on March 21, 2013
I purchased this solar panel because of the size and power output. I was happy when I received it and then upset when it didn't have all the outputs listed. NO SOLAR OUTPUT 6.5
Product was listed as having this output (compatible with goal zero guide 10 plus battery chargers I also purchased) The product technical specs listed are for the Nomad 13, not the Nomad 13.5 (an older model). I contacted Goal Zero (who sells this) and Amazon (who lists this incorrect information) and informed them of the mistake. I had to send mine back and order the Nomad 13. Still waiting on a refund for the Nomad 13.5 I thought they would change the listing for this after I informed them of the mistake, but I see they haven't. Be aware at the time of this review the technical specs are still listed incorrectly. The only outputs on this is 12v and USB .5amp.
The Nomad 13 has:
USB 1 AMP
The Nomad 13.5 has:
USB .5 AMP
When I say chain I mean a cable to connect more than 1 panel together for shared power.
A final thought, I wish the 13.5 had worked, the 13 is only 2 panels and a little larger, the 13.5 is smaller.
on June 14, 2012
Some time ago i felt the urgent need to own one of these foldable solar panels. This panel was meant to be one of my "zombie apocalypse is coming 2012"-gadgets for my "BOB" or "Get Home"-Bag. Better be prepared! To be honest: Neither am i a serious backpacker, nor a real survivalist, but i do collect knives and survival gear to just own it in case of an emergency, "catastrophes" or "terrorist attacks". Funny, huh?
For the review part: For whatever i want to purchase i do A LOT of investigation in advance (Youtube videos, (amazon) reviews, forums, blogs) and always want to spend my money on the ONE best option available. This only works in theory (at least for me...), in practice i nearly always end up in ordering two or more items, because i simply can't decide between them.
The solar panel was supposed to power a Galaxy Tab 7 (battery = 3,7v * 4000mah= 14,8wh), a HTC Desire HD (3,7v * 1230mah = 4,5wh), some portable USB Speakers (<2,5wh) and my stone age sony mp3 player (<2,5wh). All these devices have a minimum runtime of one day per charge except the USB speakers.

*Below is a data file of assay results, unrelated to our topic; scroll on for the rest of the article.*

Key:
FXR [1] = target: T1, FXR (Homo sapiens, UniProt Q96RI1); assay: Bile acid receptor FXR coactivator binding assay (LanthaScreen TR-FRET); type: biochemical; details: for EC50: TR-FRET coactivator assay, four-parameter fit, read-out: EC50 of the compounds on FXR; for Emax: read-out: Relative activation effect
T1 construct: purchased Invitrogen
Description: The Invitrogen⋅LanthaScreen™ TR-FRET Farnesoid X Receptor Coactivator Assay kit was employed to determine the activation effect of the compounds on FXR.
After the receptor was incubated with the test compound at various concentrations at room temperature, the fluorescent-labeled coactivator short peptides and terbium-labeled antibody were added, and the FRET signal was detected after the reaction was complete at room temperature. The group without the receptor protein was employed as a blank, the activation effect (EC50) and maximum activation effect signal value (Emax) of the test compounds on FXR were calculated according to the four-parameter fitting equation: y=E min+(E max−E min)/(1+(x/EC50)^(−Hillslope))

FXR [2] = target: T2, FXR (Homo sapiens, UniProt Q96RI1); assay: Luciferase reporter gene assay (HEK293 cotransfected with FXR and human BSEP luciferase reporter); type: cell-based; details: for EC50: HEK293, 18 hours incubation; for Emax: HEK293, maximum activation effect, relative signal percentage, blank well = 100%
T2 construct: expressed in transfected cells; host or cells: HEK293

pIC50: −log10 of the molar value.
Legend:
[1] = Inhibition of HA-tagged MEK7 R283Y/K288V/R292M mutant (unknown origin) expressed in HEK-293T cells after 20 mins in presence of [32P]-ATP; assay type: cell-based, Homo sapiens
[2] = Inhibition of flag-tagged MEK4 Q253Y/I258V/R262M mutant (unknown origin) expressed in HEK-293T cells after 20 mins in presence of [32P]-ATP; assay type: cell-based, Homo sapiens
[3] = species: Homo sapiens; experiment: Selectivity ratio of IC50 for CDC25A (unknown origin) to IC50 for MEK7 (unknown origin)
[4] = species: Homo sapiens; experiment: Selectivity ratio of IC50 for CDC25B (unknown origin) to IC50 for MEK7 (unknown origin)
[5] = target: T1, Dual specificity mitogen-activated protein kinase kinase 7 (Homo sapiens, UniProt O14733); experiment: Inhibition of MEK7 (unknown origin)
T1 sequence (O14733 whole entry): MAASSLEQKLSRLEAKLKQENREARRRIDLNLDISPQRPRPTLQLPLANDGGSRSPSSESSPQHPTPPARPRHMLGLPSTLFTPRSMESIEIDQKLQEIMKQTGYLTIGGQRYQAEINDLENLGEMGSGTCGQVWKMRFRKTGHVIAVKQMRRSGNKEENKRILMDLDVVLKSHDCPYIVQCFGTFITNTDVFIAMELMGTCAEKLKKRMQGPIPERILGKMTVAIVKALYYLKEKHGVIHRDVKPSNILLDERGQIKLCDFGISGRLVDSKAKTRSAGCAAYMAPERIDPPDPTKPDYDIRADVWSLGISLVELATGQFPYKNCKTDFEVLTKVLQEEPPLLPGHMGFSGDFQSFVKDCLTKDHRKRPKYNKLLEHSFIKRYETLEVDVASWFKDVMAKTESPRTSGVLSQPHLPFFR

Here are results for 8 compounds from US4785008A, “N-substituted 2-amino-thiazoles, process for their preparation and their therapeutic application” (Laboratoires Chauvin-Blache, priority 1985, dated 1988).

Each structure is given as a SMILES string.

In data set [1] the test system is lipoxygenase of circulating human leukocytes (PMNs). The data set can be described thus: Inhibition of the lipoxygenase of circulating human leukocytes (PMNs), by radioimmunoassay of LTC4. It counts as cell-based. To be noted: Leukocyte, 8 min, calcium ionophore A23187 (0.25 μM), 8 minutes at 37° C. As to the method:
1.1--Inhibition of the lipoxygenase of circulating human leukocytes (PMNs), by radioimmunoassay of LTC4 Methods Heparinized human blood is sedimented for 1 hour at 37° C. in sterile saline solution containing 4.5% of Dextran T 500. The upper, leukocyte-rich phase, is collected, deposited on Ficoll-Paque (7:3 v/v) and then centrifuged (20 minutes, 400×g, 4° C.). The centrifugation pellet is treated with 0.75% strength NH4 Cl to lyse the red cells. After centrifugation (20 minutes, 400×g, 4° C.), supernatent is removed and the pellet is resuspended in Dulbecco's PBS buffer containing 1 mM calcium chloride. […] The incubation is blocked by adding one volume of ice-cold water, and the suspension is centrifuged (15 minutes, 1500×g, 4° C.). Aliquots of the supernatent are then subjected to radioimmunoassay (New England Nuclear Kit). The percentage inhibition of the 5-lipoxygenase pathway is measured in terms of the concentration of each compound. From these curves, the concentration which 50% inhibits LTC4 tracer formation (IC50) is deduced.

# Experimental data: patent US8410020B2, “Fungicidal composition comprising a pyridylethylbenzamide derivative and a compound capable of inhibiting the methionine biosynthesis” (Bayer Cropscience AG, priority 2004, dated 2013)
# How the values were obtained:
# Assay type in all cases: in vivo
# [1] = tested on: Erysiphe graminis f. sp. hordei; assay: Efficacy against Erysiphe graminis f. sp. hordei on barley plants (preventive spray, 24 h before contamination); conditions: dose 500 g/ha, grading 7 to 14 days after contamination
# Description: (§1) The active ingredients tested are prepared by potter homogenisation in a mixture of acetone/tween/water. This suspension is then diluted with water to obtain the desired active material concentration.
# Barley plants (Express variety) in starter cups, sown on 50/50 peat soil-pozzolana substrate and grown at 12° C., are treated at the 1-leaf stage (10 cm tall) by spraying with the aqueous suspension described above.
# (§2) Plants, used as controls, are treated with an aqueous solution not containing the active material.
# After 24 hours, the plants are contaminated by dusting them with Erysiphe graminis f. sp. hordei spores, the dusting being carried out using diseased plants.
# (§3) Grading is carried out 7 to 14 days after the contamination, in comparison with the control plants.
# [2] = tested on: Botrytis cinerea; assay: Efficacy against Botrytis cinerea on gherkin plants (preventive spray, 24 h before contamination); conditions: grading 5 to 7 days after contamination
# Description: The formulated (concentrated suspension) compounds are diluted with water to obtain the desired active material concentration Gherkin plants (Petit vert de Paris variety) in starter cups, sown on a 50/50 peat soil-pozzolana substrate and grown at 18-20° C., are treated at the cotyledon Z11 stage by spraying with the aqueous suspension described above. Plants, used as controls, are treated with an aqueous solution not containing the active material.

My masterplan: To power all these devices at the same time, you do of course need some type of buffer battery (pack) with at least one 5V/2Amp USB out (necessary to charge the G-Tab) and a capacity of about 30wh. I ended up in orderimg two power packs: Anker2 (8400mah at 3,7V = 31wh) and powergorilla (120wh -> BAMM!!).
Each Powerpack has its own advantages / disadvantages (size, weight, capacity, limited outputs, adapters, charge time...), but they both get the job done WITHOUT a solar panel. Both can charge all my equipment at least once per day without seeing a wall outlet or a solar panel.
blablabla. To make it short: i thought a panel rated from 10 to 15wp should be able to do the job of charging about 30wh into either battery pack on one day (no matter if it's sunny or cloudy).
What should i buy?
Goal Zero nomad 13.5:
Technology which already has proven to perform (monocrystal, hey, that's what my neighbour got on his roof: I know it works!)
Durable and foldable
Darn cool looking (i say)
made in USA (i thought)
Sunlinq/Sunload 12w panel:
Rather new technology (CIGS cells - no long term experiences yet)
Durable and foldable and lightweight
12-15% efficiency compared to 18-20% of goal zero
takes up more space -> unfolded!